Modernism is easy. Most contemporary readers are spoon-fed chunks of Eliot, Fitzgerald, and Hemingway in their teens; by their 20s, they likely know Joyce, Woolf, Pound, and Stein, if only by reputation. In fact, most of the foundational modernist texts are attached to strict critical dogmas, and the knowledge that they have been pre-assigned values and interpretations by The People Who Know These Things does much to discourage or warp individual readers’ relationships with the works themselves. It has become nearly impossible to encounter a great book without critical intervention.
Fortunately, there is Nightwood. Djuna Barnes’ novel, published in 1936, has always inspired fervent admiration, and has sold steadily enough to stay in print (albeit at a fairly small press). However, it has managed to escape the disastrous good intentions of English teachers, and has never acquired a legend big or gassy enough to dull its impact. One has the sense that the reclusive, cranky Barnes would have appreciated this fact. This fall, Nightwood has been published in a new edition, prefaced by Jeanette Winterson and T.S. Eliot, which is slicker, prettier, and far more available than any of its previous incarnations. However, when new readers enter the book, there will be no looming, spectral Howard Bloom figure to tell them where and how to react to it (at least, not if one doesn’t count Eliot, who describes his own introduction as “impertinence,” or this column, which I doubt will transform the cultural landscape). More likely than not, they will come to it fresh.
The story of Nightwood is, on the surface, fairly simple. It centers on the disastrous partnership of Robin Vote and Nora Flood. Robin is an androgynous “somnambule,” a woman who compulsively pursues sexual and chemical excess, yet retains an otherworldly detachment from the people around her. Nora Flood is the bright, honest, idealistic woman who takes Robin in after she abandons her husband, Baron Felix, and their retarded child Guido. Nora and Robin share a brief, gleaming moment of perfectly matched love, which quickly deteriorates when Robin begins to wander the streets alone at night, and Nora begins to suspect her of having innumerable affairs. When Robin finally leaves Nora for another woman, Jenny Petherbridge—a character whose lines are drawn in pure poison—Nora’s clean, sharp sense of self begins to deteriorate, and she falls into late-night talking jags with her friend, the loquacious and elusive Doctor O’Connor, who lives divided between the man he is expected to be and the woman that he feels he truly is. (O’Connor’s pronouns remain male throughout the novel; nevertheless, he refers to himself as a woman on numerous occasions. His character, thought surreal or perverse at the time of Nightwood‘s original publication, prefigures much contemporary discourse on transgendered and “gender queer” identity.) The scenes between Nora and O’Connor are the heart of Nightwood—long, spiralling, spangled philosophical dialogues, speeches clotted with startling image and tricky metaphor, oblique, half-told truths that seem, at first, like a species of morbid surrealism, and that become more and more unsettling as the reader begins to detect their meaning.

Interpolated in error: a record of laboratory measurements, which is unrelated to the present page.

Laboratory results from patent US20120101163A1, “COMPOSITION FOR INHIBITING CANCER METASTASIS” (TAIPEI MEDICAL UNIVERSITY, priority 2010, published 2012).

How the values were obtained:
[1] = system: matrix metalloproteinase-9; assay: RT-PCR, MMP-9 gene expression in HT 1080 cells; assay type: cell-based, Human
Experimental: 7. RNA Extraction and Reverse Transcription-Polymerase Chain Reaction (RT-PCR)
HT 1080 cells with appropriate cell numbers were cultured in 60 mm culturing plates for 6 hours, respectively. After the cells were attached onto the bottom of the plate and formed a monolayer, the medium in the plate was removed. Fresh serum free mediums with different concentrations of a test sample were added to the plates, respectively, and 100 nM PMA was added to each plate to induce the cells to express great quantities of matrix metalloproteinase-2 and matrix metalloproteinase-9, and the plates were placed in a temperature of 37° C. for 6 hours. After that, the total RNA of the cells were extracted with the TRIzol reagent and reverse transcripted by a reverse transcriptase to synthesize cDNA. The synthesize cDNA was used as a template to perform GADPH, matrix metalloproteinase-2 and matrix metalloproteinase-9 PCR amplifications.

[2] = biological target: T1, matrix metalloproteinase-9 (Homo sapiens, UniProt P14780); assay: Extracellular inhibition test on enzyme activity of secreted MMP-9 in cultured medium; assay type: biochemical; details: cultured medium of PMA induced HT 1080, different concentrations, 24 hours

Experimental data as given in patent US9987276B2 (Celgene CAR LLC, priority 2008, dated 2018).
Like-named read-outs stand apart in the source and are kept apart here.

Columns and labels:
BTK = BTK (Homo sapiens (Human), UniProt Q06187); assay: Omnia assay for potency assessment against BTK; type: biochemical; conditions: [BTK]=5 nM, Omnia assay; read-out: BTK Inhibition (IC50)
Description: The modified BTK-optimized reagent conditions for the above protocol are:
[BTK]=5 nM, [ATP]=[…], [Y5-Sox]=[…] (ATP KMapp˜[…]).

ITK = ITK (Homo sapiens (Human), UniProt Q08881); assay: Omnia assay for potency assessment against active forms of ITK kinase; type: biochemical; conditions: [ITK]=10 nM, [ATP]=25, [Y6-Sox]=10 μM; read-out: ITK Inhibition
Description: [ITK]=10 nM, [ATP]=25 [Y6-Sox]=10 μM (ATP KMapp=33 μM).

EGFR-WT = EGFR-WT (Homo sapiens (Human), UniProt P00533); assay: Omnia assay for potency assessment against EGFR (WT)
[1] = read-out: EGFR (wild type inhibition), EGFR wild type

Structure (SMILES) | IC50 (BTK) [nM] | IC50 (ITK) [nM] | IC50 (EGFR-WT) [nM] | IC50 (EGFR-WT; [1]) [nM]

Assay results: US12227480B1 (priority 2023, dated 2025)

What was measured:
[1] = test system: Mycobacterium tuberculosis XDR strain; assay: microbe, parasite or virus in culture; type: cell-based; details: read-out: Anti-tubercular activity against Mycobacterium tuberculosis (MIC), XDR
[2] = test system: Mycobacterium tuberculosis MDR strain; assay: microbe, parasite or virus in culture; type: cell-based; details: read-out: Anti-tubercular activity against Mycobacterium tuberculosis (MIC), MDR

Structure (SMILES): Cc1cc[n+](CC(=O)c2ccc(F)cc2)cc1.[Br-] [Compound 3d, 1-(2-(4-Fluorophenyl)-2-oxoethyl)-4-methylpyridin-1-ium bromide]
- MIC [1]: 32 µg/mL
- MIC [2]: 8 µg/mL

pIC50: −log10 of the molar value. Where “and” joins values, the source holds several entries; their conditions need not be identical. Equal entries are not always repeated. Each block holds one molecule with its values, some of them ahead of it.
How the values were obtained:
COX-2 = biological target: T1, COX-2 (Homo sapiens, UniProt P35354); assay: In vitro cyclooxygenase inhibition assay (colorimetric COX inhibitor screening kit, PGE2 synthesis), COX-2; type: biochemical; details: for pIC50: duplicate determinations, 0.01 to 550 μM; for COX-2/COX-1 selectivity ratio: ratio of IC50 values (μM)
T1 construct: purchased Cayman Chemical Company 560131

Near the end of the novel, the Doctor reminisces about a time “when Catherine the Great sent for me to bleed her. She took to the leech with rowdy Saxon abandon, saying: ‘Let him drink; I’ve always wanted to be in two places at once!’” It is an odd speech, though not his oddest, and will be greeted by most readers with resounding confusion. And yet Nora voices the same thought, more simply, when she asks, “have you ever loved someone and it became yourself?” It is a question that nearly all the characters of Nightwood can answer in the affirmative. As the narrative progresses, identities break down, exposing a resounding emptiness. Everyone aches to be filled with someone else, and so Nora and Jenny and Robin and Felix and O’Connor circle and shift places, finding themselves none the happier for it.
Nightwood works by compression, like the best poetry—Winterson memorably characterizes it as a “nano-text.” At just over two hundred pages, it is dense and expansive enough to fuel four hundred theses. And yet, one can’t help but feel that it is best reserved for intimate, undocumented readings. Nightwood is a mystery, and a secret, and it is at its best in the dark.
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